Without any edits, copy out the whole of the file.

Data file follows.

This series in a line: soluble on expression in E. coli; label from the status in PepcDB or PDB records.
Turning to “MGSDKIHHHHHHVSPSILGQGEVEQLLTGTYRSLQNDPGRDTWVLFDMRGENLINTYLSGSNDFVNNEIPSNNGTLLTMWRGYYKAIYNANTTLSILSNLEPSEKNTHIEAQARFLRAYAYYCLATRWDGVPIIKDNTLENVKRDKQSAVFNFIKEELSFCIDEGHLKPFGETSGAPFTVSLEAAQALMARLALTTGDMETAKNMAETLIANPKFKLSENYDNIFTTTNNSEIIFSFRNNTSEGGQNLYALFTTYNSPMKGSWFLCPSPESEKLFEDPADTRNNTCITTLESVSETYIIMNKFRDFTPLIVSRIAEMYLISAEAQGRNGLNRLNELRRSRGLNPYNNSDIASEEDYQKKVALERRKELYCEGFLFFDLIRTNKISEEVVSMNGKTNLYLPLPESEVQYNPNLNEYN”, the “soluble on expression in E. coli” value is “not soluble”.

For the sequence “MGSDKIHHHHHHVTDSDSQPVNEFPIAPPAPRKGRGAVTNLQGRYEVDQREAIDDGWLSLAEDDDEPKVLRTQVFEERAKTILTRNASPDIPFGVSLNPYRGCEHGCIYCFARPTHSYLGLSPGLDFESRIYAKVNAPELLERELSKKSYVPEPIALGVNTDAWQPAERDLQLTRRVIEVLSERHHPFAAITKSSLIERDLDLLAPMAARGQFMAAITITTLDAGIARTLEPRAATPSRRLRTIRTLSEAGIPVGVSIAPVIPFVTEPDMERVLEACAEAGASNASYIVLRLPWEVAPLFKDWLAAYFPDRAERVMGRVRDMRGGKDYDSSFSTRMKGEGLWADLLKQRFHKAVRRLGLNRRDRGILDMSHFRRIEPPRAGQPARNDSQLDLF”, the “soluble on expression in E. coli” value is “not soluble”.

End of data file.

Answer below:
This series in a line: soluble on expression in E. coli; label from the status in PepcDB or PDB records.
Turning to “MGSDKIHHHHHHVSPSILGQGEVEQLLTGTYRSLQNDPGRDTWVLFDMRGENLINTYLSGSNDFVNNEIPSNNGTLLTMWRGYYKAIYNANTTLSILSNLEPSEKNTHIEAQARFLRAYAYYCLATRWDGVPIIKDNTLENVKRDKQSAVFNFIKEELSFCIDEGHLKPFGETSGAPFTVSLEAAQALMARLALTTGDMETAKNMAETLIANPKFKLSENYDNIFTTTNNSEIIFSFRNNTSEGGQNLYALFTTYNSPMKGSWFLCPSPESEKLFEDPADTRNNTCITTLESVSETYIIMNKFRDFTPLIVSRIAEMYLISAEAQGRNGLNRLNELRRSRGLNPYNNSDIASEEDYQKKVALERRKELYCEGFLFFDLIRTNKISEEVVSMNGKTNLYLPLPESEVQYNPNLNEYN”, the “soluble on expression in E. coli” value is “not soluble”.

For the sequence “MGSDKIHHHHHHVTDSDSQPVNEFPIAPPAPRKGRGAVTNLQGRYEVDQREAIDDGWLSLAEDDDEPKVLRTQVFEERAKTILTRNASPDIPFGVSLNPYRGCEHGCIYCFARPTHSYLGLSPGLDFESRIYAKVNAPELLERELSKKSYVPEPIALGVNTDAWQPAERDLQLTRRVIEVLSERHHPFAAITKSSLIERDLDLLAPMAARGQFMAAITITTLDAGIARTLEPRAATPSRRLRTIRTLSEAGIPVGVSIAPVIPFVTEPDMERVLEACAEAGASNASYIVLRLPWEVAPLFKDWLAAYFPDRAERVMGRVRDMRGGKDYDSSFSTRMKGEGLWADLLKQRFHKAVRRLGLNRRDRGILDMSHFRRIEPPRAGQPARNDSQLDLF”, the “soluble on expression in E. coli” value is “not soluble”.